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Berserkers: The Beginning Mass Market Paperback – June 1, 1998

4.3 out of 5 stars 11 customer reviews

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Mass Market Paperback, June 1, 1998
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Editorial Reviews

About the Author

Fred Saberhagen (1930-2007) is the author of the popular Berserker (tm) Series, the Dracula series and the bestselling "Lost Swords "and "Book of Lost Swords".

Barrett Whitener has been narrating audiobooks since 1992. His recordings have won several awards, including the prestigious Audie and seven Earphones Awards. AudioFile magazine has named him one of the Best Voices of the Century. He lives in Washington, DC. --This text refers to the Audio CD edition.
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Product Details

  • Mass Market Paperback: 384 pages
  • Publisher: Baen (June 1, 1998)
  • Language: English
  • ISBN-10: 0671878840
  • ISBN-13: 978-0671878849
  • Product Dimensions: 4.2 x 1.1 x 6.8 inches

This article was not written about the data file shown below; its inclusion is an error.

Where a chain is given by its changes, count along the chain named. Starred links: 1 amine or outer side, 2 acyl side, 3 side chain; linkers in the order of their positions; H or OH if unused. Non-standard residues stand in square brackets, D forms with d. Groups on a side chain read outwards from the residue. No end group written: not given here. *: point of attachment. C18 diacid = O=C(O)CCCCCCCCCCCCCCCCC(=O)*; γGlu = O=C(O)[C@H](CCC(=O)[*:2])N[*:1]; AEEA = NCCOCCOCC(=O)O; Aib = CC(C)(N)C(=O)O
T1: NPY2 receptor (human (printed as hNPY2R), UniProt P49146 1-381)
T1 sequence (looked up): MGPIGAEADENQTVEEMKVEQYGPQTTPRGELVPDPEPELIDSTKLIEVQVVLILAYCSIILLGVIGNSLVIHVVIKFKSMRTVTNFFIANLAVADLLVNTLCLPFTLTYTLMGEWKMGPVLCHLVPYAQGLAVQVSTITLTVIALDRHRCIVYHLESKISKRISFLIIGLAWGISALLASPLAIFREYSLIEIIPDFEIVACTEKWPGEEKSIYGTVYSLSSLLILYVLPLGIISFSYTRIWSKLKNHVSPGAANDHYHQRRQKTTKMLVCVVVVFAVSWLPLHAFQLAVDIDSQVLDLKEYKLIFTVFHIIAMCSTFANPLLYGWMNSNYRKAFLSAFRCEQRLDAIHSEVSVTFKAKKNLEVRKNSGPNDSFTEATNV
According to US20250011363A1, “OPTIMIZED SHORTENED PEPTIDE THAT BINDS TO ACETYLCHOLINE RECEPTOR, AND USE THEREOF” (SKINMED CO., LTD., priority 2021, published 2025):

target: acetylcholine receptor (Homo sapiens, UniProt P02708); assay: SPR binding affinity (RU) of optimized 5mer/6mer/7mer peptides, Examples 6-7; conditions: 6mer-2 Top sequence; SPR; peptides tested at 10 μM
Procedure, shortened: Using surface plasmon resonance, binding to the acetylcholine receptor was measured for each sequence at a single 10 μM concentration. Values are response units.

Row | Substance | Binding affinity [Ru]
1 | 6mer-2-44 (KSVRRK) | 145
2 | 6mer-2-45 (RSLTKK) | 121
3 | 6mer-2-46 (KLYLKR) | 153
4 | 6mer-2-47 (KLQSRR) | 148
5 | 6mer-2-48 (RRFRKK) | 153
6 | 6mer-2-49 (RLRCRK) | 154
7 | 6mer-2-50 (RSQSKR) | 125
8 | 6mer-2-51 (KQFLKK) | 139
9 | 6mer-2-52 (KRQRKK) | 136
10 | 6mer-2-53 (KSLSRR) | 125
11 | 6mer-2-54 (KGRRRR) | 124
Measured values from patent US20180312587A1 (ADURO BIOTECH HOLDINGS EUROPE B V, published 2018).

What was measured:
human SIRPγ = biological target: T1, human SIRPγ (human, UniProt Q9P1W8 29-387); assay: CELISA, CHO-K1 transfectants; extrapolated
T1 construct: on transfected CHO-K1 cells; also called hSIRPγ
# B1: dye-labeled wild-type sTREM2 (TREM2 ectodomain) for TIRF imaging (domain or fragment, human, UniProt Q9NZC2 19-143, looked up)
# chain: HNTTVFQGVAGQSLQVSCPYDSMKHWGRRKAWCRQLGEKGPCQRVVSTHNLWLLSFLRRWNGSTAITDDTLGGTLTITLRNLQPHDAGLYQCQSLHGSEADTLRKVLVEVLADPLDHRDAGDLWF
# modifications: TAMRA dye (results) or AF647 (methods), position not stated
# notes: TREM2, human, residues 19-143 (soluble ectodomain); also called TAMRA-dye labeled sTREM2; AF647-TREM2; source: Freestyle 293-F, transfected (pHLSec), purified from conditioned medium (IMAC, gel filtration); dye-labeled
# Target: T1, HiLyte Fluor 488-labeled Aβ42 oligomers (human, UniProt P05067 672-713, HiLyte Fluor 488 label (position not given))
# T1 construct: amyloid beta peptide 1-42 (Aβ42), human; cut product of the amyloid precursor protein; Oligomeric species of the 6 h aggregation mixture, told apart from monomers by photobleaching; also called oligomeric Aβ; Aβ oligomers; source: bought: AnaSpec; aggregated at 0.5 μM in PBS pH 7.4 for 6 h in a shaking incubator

• Shipping Weight: 6.4 ounces
  • Average Customer Review: 4.3 out of 5 stars  See all reviews (11 customer reviews)
  • Amazon Best Sellers Rank: #1,454,469 in Books (See Top 100 in Books)

Customer Reviews

Top Customer Reviews

By Kevin M. Christensen on July 7, 1999
Format: Mass Market Paperback
Berserkers are killing machines leftover from an interstellar war. Saberhagen's treatment of the theme has earned classic sf status. This omnibus volume combines Berserker and The Ultimate Enemy, which is not a bad thing of you don't have them. The most amazing thing to me is the astonishing leap from the initial appearance in a game-theory story (The Fortress Ship) to the emotional power of the second story, Goodlife, dealing with a boy raised by a Berserker ship. Avoiding formula, Saberhagen uses the stories to explore the boundary between life and non-life, most of the best stories keying on some essential gulf, in a couple instances, reserving the essential revelation to the last sentence. Try The Peacemaker or Patron of the Arts. The Johann Karlsen cycle is completed in the first volume, including the classic Stone Place, Mask of the Red Shift, In the Temple of Mars, and the Face of the Deep. The stories from Ultimate Enemy are linked only by the Berserkers themselves, but most are very good, and Wings Out of Shadow, The Game, Pressure, and What Do You Want Me to Do to Prove I'm Human Stop, are classics. My only criticism is that there are a couple of other short Berserker tales that could have been included to provide a complete ominbus of Berserker short fiction. One of my favorite SF series.